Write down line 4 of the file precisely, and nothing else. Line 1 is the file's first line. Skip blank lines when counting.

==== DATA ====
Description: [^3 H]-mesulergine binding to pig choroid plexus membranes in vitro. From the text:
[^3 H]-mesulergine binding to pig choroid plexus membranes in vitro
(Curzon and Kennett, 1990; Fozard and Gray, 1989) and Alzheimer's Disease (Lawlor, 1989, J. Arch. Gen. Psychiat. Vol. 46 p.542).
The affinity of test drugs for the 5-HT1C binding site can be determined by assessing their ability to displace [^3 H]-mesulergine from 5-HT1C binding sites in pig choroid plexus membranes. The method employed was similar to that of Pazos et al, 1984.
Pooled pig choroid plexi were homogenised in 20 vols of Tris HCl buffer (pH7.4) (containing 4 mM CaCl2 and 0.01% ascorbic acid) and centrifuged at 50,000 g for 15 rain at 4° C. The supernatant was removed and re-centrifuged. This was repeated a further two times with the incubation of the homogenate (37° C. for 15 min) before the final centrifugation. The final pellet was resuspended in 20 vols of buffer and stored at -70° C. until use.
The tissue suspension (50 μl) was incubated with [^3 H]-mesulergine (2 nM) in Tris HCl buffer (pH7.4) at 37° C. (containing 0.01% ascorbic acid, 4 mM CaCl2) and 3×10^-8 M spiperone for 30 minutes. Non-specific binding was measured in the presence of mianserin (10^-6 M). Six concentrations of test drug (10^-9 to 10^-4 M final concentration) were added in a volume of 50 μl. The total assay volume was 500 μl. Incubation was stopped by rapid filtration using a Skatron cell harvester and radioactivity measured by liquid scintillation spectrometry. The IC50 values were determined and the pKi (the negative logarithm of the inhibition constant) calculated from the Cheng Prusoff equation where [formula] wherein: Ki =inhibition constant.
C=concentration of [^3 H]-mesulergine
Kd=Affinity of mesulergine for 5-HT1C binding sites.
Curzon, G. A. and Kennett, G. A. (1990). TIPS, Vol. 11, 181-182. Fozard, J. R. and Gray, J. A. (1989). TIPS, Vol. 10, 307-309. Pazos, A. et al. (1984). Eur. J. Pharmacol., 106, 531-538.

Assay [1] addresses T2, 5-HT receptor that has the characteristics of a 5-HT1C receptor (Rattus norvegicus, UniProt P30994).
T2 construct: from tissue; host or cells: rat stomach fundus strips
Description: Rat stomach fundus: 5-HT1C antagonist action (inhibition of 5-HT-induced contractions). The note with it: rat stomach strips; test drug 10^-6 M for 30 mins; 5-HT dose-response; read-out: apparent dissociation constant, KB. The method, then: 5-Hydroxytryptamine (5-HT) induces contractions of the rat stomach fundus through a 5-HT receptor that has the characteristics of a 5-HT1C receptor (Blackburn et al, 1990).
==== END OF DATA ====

The affinity of test drugs for the 5-HT1C binding site can be determined by assessing their ability to displace [^3 H]-mesulergine from 5-HT1C binding sites in pig choroid plexus membranes. The method employed was similar to that of Pazos et al, 1984.